Wednesday, April 18, 2012

You're A Mother--It's Hard But It's Great

"I love you, just go to bed," I told Wade, my 2-year-old, when he came out of his room for the 25th time last night.

"I think he's scared," Peyton, my 10-year-old, said to me.  "I think he needs you," he added.

My first reaction was annoyance.  I had things to do.  I had put in a full day, didn't they get that?  

I played games, I read stories, I made meals, I cuddled, I compromised, I mothered.  I was done.

Ready to watch my shows, write my stories, read my articles. Drink my wine, fight with my husband, be a grown up. I mothered, I was done.

But really, I knew better.  We mothers know better.  We are never done.  We will always be mothering.  

I laid down with Wade.  I did indeed have so much grown up stuff to do--bills to pay, laundry to fold, blog posts to write, shows to watch.  But Wade was scared for whatever reason, maybe from the new Scooby Doo shows he watched earlier in the day. If you haven't seen Scooby Doo lately, let me tell you they have upped the scary factor since we were kids.

I laid with him then tiptoed out of the room and then he got up and came downstairs and then I walked him back up, laid with him then tiptoed out of the room and get it.  We did this dance a dozen times until he fell asleep.

Each time I laid down with him I whispered "I love you so much, you are an amazing boy, such a good boy." I whispered it like a meditative self-help cassette tape I listened to years ago to try and help me get over my fear of flying.  "You do not fear being high above the world in an airplane" the tape told me all those years ago.

Well I hope Wade knows, even though I am trying to lull him into a peaceful sleep, I do believe the things I'm telling him.  While I am still afraid of flying, I want to believe that Wade knows I love him.

But who knows?  Who knows if all my mothering is making a difference?  Who knows if my sacrifices of sleep and career are making a difference?
I do know that mothers are in dire need of compassion from each other.  Whether you work outside the home, in the home or in the yard.  Whether you understand the economy or just know simply know the economy is making it difficult to make ends meet.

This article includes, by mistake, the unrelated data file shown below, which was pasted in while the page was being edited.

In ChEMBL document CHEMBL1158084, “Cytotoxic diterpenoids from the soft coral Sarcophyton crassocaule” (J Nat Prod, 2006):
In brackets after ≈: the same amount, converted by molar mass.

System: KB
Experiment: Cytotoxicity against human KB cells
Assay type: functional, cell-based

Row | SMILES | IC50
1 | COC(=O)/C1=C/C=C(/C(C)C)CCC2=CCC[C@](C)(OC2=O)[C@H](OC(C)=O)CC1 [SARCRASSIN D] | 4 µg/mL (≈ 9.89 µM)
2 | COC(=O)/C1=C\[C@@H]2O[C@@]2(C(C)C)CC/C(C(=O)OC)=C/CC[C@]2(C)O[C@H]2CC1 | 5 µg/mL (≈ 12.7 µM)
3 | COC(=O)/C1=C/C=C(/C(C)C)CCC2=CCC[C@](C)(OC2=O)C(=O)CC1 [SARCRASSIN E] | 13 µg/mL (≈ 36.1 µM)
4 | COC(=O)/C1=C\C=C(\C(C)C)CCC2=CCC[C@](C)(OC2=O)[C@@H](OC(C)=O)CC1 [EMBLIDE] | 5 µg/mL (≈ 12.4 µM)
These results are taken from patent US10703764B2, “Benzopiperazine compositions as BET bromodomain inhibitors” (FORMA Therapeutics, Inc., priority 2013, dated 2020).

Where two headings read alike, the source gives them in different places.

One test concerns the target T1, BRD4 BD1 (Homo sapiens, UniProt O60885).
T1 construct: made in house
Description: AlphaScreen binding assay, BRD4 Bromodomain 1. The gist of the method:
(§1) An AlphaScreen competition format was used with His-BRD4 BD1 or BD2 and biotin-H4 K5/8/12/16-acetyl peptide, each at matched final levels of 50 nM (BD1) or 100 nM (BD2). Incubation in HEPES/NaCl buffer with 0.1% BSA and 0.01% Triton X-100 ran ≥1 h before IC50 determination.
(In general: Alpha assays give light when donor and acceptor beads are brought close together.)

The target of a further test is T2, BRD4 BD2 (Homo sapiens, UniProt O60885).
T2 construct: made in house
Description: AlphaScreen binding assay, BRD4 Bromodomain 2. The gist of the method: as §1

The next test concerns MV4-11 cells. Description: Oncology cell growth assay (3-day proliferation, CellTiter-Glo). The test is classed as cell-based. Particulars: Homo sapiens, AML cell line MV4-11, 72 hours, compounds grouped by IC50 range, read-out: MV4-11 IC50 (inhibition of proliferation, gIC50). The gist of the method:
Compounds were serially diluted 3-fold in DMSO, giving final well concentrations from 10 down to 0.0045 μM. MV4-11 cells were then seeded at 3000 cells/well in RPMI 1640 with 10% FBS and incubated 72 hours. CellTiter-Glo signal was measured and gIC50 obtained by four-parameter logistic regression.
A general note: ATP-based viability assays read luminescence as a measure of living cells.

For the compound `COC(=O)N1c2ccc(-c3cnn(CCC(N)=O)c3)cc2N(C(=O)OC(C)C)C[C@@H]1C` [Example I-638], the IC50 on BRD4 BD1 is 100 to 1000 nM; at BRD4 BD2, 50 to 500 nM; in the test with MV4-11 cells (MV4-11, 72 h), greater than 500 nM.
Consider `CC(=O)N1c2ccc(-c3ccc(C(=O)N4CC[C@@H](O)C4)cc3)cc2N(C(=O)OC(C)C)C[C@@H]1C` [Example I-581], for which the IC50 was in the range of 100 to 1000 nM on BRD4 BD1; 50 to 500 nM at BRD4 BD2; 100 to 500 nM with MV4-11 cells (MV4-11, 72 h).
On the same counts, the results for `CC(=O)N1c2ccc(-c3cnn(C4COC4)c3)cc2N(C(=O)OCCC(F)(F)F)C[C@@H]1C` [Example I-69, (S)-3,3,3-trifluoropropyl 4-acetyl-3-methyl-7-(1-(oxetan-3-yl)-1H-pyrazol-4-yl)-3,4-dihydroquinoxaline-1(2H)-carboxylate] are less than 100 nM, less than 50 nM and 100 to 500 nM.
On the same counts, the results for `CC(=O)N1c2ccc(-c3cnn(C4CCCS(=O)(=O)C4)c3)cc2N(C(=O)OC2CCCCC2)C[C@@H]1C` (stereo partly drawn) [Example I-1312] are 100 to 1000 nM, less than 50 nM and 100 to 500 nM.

There's been plenty a big deal made about the, ugh, mommy wars lately.  And I think it's crap.

It's crap that we, we mothers,turn on each other.  It's not a competition.  We all have shit in our lives, whether you work outside the home or not.  We all have a story, a past, demons we are fighting, mountains we are climbing, dreams we are chasing.  We are works in progress.  We are tired.  We are hopeful. We are trying our best.  We are tired.  We want nothing but happiness for our kids.  We pray. We hope.  We wish.  We worry.  We parent.  We cuddle. We compromise.  We mother.

Hey you Republican one percenter, yeah you.  Sure I'm jealous of your nanny, but I get that you have shit you're dealing with.  I get it.  You're a mother.  It's hard, but it's great.

Hey you, liberal lady, yeah you.  Sure, you seem like someone I would totally love to hang out with, but I get that you have shit you're dealing with.  I get it.  You're a mother.  It's hard, but it's great.

Get it?  We're all mothers.  It's hard, but it's great.

Here's a wonderful book of encouraging letters to mothers, from mothers.  It's an amazing project of support and camaraderie, yes it exits. 

Mother Letters E-book Trailer

Click on the link and download an ebook (PDF or Kindle) for only $6.99. 

Remind yourself how powerful positive reinforcements can be.  
We mothers sticking together--it's a pretty f-ing powerful thing. Because being a mother is hard, but it can be great.

Join the Jumping With Fingers Crossed Facebook experience.  Which is another way of saying "like" the page.  Click here.

1 comment:

  1. You summed up everything I've thought this whole week about the Mommy-Wars.

    You work outside the home? It's hard. You stay at home and struggle? It's hard. You stay at home and have money? It still can be hard.

    EVERYBODY has shit to deal with. I learned a long time that just because someone's baggage may not seem heavy TO YOU doesn't meant it isn't heavy for them. You never know until you walk a mile in their shoes.

    Besides.. regardless if anyone thinks my opinion is valid because I went to college and still chose to stay home with my kids, I know it's important. And I share that opinion every time I go to the voting booth.